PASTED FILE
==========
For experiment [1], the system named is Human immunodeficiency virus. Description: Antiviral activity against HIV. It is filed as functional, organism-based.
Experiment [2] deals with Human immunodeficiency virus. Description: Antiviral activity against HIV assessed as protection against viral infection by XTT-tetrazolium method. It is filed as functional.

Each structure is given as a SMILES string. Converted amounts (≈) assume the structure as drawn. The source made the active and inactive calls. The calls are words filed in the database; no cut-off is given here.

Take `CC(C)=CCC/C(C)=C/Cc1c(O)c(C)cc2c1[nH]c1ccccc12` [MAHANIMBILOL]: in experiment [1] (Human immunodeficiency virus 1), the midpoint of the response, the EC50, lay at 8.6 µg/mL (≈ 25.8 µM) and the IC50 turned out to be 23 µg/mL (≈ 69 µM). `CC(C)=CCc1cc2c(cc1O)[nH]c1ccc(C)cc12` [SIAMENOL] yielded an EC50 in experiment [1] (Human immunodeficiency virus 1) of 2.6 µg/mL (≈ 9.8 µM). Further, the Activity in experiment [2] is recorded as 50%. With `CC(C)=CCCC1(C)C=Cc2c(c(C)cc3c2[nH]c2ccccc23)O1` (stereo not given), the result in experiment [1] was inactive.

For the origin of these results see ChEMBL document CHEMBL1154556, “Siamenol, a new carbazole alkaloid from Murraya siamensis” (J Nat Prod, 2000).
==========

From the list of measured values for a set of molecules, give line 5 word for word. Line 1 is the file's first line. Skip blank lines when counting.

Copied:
For the origin of these results see ChEMBL document CHEMBL1154556, “Siamenol, a new carbazole alkaloid from Murraya siamensis” (J Nat Prod, 2000).